Number 128. Petersburg Campaign Report of Lieutenant Colonel William A. Throop, First Michigan Infantry, commanding First Brigade, of operations August 17-27

   

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in Part 1 (Serial Number 87)

No. 128. Report of Lieutenant Colonel William A. Throop, First Michigan Infantry, commanding First Brigade, of operations August 17-27.1

HDQRS. FIRST Brigadier, FIRST DIV., FIFTH ARMY CORPS,
White House, Petersburg and Weldon Railroad, August 27, 1864.

CAPTAIN: I have the honor to submit the following report of the operations of the First Brigade from the 17th instant to present date:

On the morning of the 18th, at 4 o’clock, the brigade, consisting of the One hundred and twenty-first, One hundred and forty-second, One hundred and forty-third, One hundred and forty-ninth, One hundred and fiftieth, and One hundred and eighty-seventh Pennsylvania Volunteers, broke camp and marched from near Fort Warren, via the Jerusalem plank road, south and west toward the petersburg and Weldon Railroad. This brigade led the advance, and when within three-fourths of a mile of the railroad formed in two lines, the One hundred and forty-ninth and One hundred and eighty-seventh Regiments in the first and the One hundred and twenty-first, One hundred and forty-second, and One hundred and forty-third Regiments in the second line, with the One hundred and fiftieth Pennsylvania volunteers, under command of Major G. W. Jones, deployed as skirmishers, covering the brigade. Soon after commencing the advance the pickets of the enemy were encountered and driven rapidly back, the One hundred and fiftieth taking 15 to 20 prisoners and wounding 2. No further opposition was met, the enemy having been completely surprised, and the skirmishers advanced rapidly across the railroad about 500 yards, where they halted parallel to the railroad, and the One hundred and eighty-seventh and the One hundred and forty-ninth Regiments at once commenced the destruction

of the road, while the One hundred and twenty-first, One hundred and forty-second, and One hundred and forty-third Regiments advanced up the railroad above the Yellow House and formed a line across and at right angles with the road, throwing out skirmishers well to the front. This line was soon relieved by the brigade of General hayes, of the Second Division, and the regiments relieved at once commenced the destruction of that portion of the road, under direction of Major H. N. Warren, of the One hundred and forty-second Pennsylvania Volunteers. From 4 to 6 p. m. the brigade was subjected to a severe artillery fire of the enemy. At dark the brigade, with the exception of the One hundred and fiftieth Regiment, on picket, formed a line of battle west of and parallel to the railroad, opposite to the Yellow House, and during the night threw up breast-works.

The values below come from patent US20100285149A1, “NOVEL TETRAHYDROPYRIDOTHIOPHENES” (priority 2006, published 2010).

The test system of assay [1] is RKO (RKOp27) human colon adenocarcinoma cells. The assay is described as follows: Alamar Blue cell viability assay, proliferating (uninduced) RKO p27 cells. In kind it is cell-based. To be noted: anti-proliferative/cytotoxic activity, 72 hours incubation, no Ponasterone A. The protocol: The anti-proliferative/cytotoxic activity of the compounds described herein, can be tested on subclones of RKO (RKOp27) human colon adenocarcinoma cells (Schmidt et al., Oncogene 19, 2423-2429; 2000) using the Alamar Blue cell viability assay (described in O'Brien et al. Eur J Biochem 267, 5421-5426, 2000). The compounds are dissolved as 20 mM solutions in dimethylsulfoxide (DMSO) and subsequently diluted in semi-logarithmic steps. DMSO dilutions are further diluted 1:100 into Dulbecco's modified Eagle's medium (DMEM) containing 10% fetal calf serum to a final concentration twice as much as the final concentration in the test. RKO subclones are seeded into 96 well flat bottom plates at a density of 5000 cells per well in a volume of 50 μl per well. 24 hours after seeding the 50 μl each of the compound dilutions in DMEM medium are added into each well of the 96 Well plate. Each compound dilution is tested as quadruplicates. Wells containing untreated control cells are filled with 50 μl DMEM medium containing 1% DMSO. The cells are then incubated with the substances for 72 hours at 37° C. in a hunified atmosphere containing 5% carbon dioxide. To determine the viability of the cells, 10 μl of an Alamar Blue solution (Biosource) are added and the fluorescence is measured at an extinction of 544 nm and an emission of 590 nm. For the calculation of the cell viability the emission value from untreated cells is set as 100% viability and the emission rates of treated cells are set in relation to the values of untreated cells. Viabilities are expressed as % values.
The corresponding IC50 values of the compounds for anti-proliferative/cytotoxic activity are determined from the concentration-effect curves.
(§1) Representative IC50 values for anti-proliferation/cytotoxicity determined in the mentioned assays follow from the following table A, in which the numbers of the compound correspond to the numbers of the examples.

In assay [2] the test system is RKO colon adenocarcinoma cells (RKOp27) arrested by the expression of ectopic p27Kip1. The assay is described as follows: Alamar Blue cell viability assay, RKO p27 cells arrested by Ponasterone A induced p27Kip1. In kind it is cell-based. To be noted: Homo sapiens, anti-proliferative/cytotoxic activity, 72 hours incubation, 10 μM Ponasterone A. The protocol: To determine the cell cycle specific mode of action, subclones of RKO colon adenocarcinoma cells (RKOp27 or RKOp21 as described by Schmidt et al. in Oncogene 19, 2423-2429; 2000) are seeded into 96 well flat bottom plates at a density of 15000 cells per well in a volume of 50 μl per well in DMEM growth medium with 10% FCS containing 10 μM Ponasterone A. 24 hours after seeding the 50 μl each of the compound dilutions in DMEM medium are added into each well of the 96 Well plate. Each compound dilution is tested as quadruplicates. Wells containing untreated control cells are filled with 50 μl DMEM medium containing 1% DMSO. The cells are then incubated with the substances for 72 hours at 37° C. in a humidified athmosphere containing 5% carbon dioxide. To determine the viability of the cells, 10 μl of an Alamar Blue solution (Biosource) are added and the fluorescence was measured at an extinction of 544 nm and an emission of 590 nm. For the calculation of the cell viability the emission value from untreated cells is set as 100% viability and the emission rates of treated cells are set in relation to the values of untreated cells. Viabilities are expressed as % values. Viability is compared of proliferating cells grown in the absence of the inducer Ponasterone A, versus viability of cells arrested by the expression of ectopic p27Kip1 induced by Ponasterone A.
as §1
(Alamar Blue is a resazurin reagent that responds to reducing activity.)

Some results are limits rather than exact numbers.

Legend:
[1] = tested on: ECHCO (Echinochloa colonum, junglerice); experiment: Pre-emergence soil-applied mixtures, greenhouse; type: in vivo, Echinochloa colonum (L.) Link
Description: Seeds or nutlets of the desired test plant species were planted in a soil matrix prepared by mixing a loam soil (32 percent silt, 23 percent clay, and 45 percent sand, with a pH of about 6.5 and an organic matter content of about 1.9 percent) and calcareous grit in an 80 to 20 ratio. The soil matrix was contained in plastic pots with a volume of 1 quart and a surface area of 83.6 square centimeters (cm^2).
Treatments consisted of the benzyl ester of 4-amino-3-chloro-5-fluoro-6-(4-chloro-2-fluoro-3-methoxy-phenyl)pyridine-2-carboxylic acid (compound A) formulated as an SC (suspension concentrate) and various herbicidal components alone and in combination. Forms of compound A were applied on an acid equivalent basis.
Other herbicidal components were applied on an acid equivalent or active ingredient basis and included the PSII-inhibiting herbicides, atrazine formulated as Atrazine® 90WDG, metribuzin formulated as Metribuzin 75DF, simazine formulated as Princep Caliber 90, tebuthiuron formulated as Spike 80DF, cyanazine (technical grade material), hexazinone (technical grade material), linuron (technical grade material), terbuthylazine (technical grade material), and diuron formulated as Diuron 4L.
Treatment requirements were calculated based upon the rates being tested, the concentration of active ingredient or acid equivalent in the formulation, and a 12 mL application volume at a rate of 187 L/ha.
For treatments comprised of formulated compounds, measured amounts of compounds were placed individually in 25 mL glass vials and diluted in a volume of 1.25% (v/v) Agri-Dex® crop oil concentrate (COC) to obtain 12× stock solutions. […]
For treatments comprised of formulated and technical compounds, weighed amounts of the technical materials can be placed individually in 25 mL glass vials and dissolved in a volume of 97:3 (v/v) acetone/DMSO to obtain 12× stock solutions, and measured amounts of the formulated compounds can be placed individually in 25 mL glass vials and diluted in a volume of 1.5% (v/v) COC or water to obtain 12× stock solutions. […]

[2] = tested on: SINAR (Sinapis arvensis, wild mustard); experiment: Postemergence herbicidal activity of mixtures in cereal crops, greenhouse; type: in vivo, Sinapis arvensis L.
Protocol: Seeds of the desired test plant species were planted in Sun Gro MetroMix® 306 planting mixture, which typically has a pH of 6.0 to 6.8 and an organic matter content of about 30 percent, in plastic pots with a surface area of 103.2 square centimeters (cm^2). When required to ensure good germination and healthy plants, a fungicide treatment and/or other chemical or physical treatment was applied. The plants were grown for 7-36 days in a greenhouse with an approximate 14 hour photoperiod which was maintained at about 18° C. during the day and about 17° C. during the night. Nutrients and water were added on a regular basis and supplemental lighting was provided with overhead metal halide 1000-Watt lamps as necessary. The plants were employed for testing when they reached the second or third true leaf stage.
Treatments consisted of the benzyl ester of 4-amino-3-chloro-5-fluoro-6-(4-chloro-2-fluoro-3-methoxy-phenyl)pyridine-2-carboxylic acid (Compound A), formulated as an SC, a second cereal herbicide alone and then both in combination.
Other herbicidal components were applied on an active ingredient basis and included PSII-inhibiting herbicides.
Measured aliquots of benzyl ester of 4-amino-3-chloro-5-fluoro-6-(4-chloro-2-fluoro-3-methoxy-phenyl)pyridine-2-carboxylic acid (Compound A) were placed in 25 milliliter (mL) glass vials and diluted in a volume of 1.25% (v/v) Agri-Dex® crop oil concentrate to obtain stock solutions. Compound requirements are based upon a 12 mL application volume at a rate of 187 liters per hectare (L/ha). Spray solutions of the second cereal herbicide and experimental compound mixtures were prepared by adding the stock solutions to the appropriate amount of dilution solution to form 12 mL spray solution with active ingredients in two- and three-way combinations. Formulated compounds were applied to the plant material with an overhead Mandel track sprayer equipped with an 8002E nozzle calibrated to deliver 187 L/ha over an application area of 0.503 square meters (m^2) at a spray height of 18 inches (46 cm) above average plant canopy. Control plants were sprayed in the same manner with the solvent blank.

On the afternoon of the 19th the brigade was moved up the railroad to the support of the Second Division, Fifth Corps, and formed at right angles with the road, our left resting on the railroad. We afterward advanced into the woods, strengthening the works and falling timber during the night. We were subjected in our ;advance to a severe fire of artillery, and throughout the night to an annoying sharpshooters’ fire. On the forenoon of the 20th were relieved from this position, and returned to former position along the railroad. On the morning of the 21st (Sunday) the enemy advanced from the Vaughan road, driving in our pickets, who made stout resistance, falling back slowly, fighting the enemy’s lines of battle. The enemy assaulted our line in gallant style, but was repulsed, with heavy loss in killed, wounded, and prisoners. Their dead and wounded were left in our hands. During this assault the One hundred and forty-third, One hundred and twenty-first, and One hundred and eighty-seventh Regiments were moved rapidly to the left of our lines, and formed to cover the railroad, and at this point repulsed the enemy, with loss. This assault of the enemy was covered by a heavy artillery fire on our whole front, but our men being well covered by their breast-works, our losses were light, our greatest loss being in men captured on the picket-line, when the enemy advanced. During the night of the 21st the One hundred and forty-second, One hundred and forty-ninth, and One hundred and fiftieth moved to the left, and extended our line across the railroad, when strong breast-works and abatis were built, which have since been occupied by the brigade.

The First Brigade led the advance in the movement against the Petersburg and Weldon Railroad and was the first to possess, hold, and destroy this portion of the road, which has been so successfully held against the repeated assaults of the enemy to regain it. We are now strongly entrenched across the road, with the ties and rails destroyed for several miles in our front. The brigade was commanded from the 17th to the 22nd by Colonel W. S. Tilton, Twenty-second Massachusetts Volunteers, and since that time by the undersigned.

Our losses during the operations of the 18th, 19th, 20th, and 21st, are as follows: Killed, enlisted men, 5; wounded, enlisted men, 13; missing (pickets, supposed to have been captured), officers, 1, enlisted men, 43; total, 62.*

Respectfully submitted.

WM. A. THROOP,

Lieutenant Colonel First Michigan Veteran Infantry, Commanding Brigade.

Captain W. S. DAVIS,

Actg. Asst. Adjt. General, First Division, Fifth Army Corps.

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*But see revised statement, p. 123.

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Source:

  1. The War of the Rebellion: A Compilation of the Official Records of the Union and Confederate Armies, Volume XLII, Part 1 (Serial Number 87), pages 460-461

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